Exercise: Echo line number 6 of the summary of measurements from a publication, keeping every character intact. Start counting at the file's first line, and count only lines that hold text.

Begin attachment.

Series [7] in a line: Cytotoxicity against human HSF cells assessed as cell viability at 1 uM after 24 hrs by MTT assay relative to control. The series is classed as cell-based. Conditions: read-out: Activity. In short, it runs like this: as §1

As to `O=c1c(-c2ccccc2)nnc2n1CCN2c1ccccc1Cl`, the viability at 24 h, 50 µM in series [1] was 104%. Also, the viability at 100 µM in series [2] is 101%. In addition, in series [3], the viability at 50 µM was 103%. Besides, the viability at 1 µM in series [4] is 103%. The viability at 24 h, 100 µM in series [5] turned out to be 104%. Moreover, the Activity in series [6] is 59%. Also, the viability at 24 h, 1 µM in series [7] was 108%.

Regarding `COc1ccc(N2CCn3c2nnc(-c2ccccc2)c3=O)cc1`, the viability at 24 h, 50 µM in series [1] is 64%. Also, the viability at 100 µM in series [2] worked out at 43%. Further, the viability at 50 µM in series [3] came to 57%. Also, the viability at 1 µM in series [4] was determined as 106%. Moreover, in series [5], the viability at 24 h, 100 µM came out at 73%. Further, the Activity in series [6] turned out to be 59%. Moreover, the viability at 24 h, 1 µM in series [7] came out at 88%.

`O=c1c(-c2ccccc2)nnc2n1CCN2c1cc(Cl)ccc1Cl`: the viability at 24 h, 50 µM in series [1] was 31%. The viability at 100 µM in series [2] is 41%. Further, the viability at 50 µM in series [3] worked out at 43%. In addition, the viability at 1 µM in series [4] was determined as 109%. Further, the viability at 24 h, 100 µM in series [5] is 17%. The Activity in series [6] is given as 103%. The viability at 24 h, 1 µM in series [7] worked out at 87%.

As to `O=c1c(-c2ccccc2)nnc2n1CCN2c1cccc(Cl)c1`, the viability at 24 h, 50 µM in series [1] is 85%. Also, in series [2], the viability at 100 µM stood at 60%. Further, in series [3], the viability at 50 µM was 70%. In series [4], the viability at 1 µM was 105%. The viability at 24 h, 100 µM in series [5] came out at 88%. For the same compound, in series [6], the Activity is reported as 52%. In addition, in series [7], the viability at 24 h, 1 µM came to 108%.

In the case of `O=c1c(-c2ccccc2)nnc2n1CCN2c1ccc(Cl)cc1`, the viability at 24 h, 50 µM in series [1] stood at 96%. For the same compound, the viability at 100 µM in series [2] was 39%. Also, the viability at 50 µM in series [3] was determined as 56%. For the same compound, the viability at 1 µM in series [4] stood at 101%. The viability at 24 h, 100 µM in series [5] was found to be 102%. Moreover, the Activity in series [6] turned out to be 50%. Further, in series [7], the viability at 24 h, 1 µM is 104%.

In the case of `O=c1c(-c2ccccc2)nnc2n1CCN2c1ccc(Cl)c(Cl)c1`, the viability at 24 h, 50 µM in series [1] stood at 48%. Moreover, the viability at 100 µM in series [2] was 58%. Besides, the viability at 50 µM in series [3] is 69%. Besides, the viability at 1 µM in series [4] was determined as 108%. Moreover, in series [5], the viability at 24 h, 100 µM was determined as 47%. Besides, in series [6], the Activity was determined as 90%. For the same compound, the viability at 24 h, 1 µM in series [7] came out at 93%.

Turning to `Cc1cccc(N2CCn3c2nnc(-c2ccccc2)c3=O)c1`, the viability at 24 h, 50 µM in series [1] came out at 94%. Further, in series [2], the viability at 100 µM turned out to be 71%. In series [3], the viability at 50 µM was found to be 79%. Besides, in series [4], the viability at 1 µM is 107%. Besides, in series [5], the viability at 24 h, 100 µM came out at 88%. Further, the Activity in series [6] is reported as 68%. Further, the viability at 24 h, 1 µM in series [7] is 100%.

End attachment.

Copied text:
In the case of `O=c1c(-c2ccccc2)nnc2n1CCN2c1ccc(Cl)cc1`, the viability at 24 h, 50 µM in series [1] stood at 96%. For the same compound, the viability at 100 µM in series [2] was 39%. Also, the viability at 50 µM in series [3] was determined as 56%. For the same compound, the viability at 1 µM in series [4] stood at 101%. The viability at 24 h, 100 µM in series [5] was found to be 102%. Moreover, the Activity in series [6] turned out to be 50%. Further, in series [7], the viability at 24 h, 1 µM is 104%.